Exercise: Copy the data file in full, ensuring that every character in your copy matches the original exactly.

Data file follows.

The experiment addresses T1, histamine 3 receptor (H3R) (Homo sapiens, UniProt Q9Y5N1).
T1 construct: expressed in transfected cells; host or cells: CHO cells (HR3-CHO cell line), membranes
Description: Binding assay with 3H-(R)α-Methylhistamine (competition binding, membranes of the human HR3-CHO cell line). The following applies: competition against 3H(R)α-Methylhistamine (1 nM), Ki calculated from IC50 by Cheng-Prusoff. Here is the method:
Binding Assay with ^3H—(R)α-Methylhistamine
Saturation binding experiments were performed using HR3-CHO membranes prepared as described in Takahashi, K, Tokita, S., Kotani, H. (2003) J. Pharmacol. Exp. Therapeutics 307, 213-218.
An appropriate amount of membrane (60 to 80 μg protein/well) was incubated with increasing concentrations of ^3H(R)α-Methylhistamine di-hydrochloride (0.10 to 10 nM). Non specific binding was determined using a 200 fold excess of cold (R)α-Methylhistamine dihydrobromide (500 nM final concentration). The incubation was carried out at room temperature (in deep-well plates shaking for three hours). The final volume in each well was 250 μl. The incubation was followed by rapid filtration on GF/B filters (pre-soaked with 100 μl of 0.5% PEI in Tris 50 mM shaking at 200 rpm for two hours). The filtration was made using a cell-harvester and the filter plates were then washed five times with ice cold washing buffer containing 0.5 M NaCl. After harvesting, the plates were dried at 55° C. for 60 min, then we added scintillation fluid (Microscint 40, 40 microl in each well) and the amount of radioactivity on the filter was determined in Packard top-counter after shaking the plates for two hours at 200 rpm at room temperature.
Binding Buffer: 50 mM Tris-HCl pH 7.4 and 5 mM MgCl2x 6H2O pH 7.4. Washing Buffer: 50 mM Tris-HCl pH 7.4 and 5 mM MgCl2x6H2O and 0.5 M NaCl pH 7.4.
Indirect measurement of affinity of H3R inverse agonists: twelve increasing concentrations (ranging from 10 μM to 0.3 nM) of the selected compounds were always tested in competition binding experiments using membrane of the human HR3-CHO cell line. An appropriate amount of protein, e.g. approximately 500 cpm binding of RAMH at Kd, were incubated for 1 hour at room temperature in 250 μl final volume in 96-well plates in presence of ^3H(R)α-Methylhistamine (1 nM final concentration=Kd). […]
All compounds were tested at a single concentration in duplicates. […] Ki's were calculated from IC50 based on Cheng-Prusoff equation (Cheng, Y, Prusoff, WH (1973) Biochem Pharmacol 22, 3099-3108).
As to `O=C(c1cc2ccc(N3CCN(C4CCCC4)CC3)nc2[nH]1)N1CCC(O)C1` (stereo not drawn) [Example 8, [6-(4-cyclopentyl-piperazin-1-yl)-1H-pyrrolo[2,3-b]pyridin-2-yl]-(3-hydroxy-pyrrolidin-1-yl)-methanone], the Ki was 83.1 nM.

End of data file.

The experiment addresses T1, histamine 3 receptor (H3R) (Homo sapiens, UniProt Q9Y5N1).
T1 construct: expressed in transfected cells; host or cells: CHO cells (HR3-CHO cell line), membranes
Description: Binding assay with 3H-(R)α-Methylhistamine (competition binding, membranes of the human HR3-CHO cell line). The following applies: competition against 3H(R)α-Methylhistamine (1 nM), Ki calculated from IC50 by Cheng-Prusoff. Here is the method:
Binding Assay with ^3H—(R)α-Methylhistamine
Saturation binding experiments were performed using HR3-CHO membranes prepared as described in Takahashi, K, Tokita, S., Kotani, H. (2003) J. Pharmacol. Exp. Therapeutics 307, 213-218.
An appropriate amount of membrane (60 to 80 μg protein/well) was incubated with increasing concentrations of ^3H(R)α-Methylhistamine di-hydrochloride (0.10 to 10 nM). Non specific binding was determined using a 200 fold excess of cold (R)α-Methylhistamine dihydrobromide (500 nM final concentration). The incubation was carried out at room temperature (in deep-well plates shaking for three hours). The final volume in each well was 250 μl. The incubation was followed by rapid filtration on GF/B filters (pre-soaked with 100 μl of 0.5% PEI in Tris 50 mM shaking at 200 rpm for two hours). The filtration was made using a cell-harvester and the filter plates were then washed five times with ice cold washing buffer containing 0.5 M NaCl. After harvesting, the plates were dried at 55° C. for 60 min, then we added scintillation fluid (Microscint 40, 40 microl in each well) and the amount of radioactivity on the filter was determined in Packard top-counter after shaking the plates for two hours at 200 rpm at room temperature.
Binding Buffer: 50 mM Tris-HCl pH 7.4 and 5 mM MgCl2x 6H2O pH 7.4. Washing Buffer: 50 mM Tris-HCl pH 7.4 and 5 mM MgCl2x6H2O and 0.5 M NaCl pH 7.4.
Indirect measurement of affinity of H3R inverse agonists: twelve increasing concentrations (ranging from 10 μM to 0.3 nM) of the selected compounds were always tested in competition binding experiments using membrane of the human HR3-CHO cell line. An appropriate amount of protein, e.g. approximately 500 cpm binding of RAMH at Kd, were incubated for 1 hour at room temperature in 250 μl final volume in 96-well plates in presence of ^3H(R)α-Methylhistamine (1 nM final concentration=Kd). […]
All compounds were tested at a single concentration in duplicates. […] Ki's were calculated from IC50 based on Cheng-Prusoff equation (Cheng, Y, Prusoff, WH (1973) Biochem Pharmacol 22, 3099-3108).
As to `O=C(c1cc2ccc(N3CCN(C4CCCC4)CC3)nc2[nH]1)N1CCC(O)C1` (stereo not drawn) [Example 8, [6-(4-cyclopentyl-piperazin-1-yl)-1H-pyrrolo[2,3-b]pyridin-2-yl]-(3-hydroxy-pyrrolidin-1-yl)-methanone], the Ki was 83.1 nM.